When it’s nice outside, I like to spend my lunch hour in Central Park. It can provide an instant and miraculous change of attitude after a stressful morning. It’s peaceful. It really is!
There are a few specific benches I like to occupy. One is by the pond near 59th Street. Another is in a bit deeper near Wollman Rink. I’ll read a book or text/chat with friends. It’s the quickest hour of my day.
I also like to sit near the 6th Avenue entrance and watch the tourists. They congregate there to rent bicycles or hire a Pedicab. They’re such a happy bunch! And why not? They’re on vacation.
You can also hire a handsome carriage, which is the quintessential Central Park experience. From my bench, I watch the plumed horses parade by and I catch snippets of the driver’s rehearsed Central Park history lesson. Why is a driver with an Irish accent more compelling to listen to that the others?
I couldn’t believe it. I watched as they slowly passed by with my big stupid mouth agape. He wasn’t taking photos. He never looked up once. Why would you even bring the damn thing with you?! And those carriage rides aren’t cheap. They’ll set you back about $80 bucks. He might just as well have stayed in his hotel room alone with his iPad. Or home. This isn’t even the worst case. Yesterday, I saw a father and his young son in a carriage and Dear Old Dad never once looked up from his cell phone. It’s what gave me the idea for this post. Seriously, earthlings, if we don’t change our ways, we’re doomed.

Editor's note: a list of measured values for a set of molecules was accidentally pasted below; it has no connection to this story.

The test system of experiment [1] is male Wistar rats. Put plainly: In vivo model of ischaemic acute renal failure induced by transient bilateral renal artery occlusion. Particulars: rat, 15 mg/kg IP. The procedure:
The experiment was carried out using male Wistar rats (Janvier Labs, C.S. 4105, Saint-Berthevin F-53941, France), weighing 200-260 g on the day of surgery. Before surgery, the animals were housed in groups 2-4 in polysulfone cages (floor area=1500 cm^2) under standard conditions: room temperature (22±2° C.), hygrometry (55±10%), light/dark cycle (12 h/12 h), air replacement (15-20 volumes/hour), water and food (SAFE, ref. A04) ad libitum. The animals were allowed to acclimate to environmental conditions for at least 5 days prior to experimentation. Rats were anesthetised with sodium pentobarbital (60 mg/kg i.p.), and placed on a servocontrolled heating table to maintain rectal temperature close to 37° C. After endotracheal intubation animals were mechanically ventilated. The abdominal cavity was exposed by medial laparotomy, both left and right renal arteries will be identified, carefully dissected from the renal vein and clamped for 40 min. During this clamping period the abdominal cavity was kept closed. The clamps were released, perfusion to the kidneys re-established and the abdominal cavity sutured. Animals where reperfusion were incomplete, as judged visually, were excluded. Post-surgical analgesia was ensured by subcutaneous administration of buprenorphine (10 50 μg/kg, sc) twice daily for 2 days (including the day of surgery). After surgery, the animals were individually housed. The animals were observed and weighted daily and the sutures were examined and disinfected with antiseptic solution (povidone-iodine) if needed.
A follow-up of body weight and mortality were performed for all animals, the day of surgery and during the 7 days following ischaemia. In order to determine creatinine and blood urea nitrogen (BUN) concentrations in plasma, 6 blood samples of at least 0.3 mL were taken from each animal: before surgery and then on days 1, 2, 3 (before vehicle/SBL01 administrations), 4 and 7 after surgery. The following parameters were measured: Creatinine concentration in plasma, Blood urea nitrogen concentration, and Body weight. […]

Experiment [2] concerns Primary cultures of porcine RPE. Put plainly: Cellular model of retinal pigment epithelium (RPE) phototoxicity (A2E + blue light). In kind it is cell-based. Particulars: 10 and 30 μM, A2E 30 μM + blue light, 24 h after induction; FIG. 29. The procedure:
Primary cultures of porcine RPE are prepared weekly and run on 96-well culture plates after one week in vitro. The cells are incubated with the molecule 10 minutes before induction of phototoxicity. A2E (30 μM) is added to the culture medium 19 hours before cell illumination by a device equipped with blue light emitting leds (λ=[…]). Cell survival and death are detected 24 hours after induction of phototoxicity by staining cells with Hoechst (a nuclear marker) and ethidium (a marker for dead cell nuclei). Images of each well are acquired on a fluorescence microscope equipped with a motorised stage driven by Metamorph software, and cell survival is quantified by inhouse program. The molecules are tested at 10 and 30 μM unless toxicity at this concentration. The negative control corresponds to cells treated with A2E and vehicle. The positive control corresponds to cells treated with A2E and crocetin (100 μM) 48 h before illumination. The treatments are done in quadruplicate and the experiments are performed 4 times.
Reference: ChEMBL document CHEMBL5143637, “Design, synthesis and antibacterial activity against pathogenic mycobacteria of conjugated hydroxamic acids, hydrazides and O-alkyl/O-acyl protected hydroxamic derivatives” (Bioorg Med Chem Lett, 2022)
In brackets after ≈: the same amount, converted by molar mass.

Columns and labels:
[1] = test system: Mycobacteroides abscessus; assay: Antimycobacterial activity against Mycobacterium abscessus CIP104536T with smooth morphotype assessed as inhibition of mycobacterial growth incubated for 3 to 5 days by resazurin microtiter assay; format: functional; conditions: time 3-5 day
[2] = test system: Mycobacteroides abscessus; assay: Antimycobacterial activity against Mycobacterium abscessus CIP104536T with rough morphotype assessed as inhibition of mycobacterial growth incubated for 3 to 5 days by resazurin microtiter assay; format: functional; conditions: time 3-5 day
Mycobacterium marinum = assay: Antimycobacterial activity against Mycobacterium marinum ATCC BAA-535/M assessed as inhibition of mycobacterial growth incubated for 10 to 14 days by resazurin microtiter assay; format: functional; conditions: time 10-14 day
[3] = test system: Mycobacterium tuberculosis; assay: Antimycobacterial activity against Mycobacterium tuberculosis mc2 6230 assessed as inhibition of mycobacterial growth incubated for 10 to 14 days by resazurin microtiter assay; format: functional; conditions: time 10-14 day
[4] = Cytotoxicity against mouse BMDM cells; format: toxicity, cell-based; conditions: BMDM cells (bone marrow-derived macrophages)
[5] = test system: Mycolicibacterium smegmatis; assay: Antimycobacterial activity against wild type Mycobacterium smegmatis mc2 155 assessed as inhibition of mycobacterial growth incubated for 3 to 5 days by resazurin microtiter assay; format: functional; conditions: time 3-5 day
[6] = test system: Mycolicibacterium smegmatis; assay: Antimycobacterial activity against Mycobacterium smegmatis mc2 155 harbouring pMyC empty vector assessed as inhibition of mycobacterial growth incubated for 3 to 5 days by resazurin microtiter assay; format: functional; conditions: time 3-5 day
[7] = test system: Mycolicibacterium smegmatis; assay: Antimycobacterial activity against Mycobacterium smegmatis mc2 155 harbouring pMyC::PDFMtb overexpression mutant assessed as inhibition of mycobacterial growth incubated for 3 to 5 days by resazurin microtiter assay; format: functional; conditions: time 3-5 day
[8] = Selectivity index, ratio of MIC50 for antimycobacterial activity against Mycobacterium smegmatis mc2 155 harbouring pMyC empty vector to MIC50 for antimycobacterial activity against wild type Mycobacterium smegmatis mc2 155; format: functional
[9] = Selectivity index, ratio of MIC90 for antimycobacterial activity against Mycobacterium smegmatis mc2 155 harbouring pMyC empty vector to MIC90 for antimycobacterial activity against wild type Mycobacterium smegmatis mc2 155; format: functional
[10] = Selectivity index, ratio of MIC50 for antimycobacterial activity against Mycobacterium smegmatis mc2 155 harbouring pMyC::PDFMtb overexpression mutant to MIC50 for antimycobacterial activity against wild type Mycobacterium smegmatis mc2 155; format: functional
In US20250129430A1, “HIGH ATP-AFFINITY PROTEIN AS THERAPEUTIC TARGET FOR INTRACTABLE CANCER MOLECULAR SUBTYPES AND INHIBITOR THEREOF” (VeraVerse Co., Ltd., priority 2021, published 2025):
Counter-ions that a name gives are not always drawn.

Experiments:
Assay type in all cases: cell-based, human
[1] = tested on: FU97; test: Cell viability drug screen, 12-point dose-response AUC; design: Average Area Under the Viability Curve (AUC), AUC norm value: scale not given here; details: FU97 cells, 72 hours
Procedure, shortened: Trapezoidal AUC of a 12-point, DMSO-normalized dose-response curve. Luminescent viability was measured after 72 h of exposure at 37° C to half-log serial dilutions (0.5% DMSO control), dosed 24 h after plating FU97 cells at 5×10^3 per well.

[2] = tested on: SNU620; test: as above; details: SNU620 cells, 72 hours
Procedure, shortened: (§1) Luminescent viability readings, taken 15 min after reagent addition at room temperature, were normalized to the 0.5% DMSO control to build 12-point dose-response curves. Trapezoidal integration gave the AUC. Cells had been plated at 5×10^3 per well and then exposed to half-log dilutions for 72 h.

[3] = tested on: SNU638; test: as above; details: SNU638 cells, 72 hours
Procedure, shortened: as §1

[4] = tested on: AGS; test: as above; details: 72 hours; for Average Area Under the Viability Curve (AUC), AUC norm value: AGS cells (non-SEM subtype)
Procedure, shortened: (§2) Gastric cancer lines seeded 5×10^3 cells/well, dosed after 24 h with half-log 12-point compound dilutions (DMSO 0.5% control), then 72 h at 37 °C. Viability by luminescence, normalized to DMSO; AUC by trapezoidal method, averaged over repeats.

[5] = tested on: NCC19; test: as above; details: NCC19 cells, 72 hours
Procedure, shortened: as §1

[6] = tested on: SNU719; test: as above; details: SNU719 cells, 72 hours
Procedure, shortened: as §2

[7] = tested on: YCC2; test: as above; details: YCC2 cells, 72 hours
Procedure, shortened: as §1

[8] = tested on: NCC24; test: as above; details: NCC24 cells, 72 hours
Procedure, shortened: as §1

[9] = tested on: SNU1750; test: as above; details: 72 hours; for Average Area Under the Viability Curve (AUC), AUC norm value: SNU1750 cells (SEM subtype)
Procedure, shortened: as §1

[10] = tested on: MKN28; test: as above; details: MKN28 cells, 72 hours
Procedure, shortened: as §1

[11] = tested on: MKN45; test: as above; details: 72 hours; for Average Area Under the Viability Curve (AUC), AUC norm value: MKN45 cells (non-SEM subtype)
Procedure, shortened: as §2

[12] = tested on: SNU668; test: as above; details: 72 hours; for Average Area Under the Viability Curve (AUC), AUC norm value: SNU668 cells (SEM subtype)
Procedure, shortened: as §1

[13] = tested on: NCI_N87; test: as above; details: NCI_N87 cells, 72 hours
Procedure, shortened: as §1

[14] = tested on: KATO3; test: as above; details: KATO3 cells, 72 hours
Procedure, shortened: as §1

I recently finished re-reading Nabokov’s Lolita. I read it many years ago when I was in my 20s and remember it being not only astonishingly well written but also unexpectedly funny. Now that I have a 10-year old daughter, I didn’t think it was so goddamn funny. I was still impressed with how well it’s written. Some of the sentences are so perfectly constructed that I had to read them a few times before moving on.
The problem is the book’s reputation. A friend sent me an article about how difficult it is to design cover artwork that accurately reflects the story. Many of the jackets, and also the Stanley Kubrick movie from 1962, depict Lolita as a little sexpot. That is not the case at all. The story is much more horrible than that. She’s a 12-year old child who is held captive and repeatedly raped. It’s pretty rough stuff. “…and her sobs in the night—every night, every night—the moment I feigned sleep.” What the hell was I thinking when I first read it? How did I ever get the impression it was funny?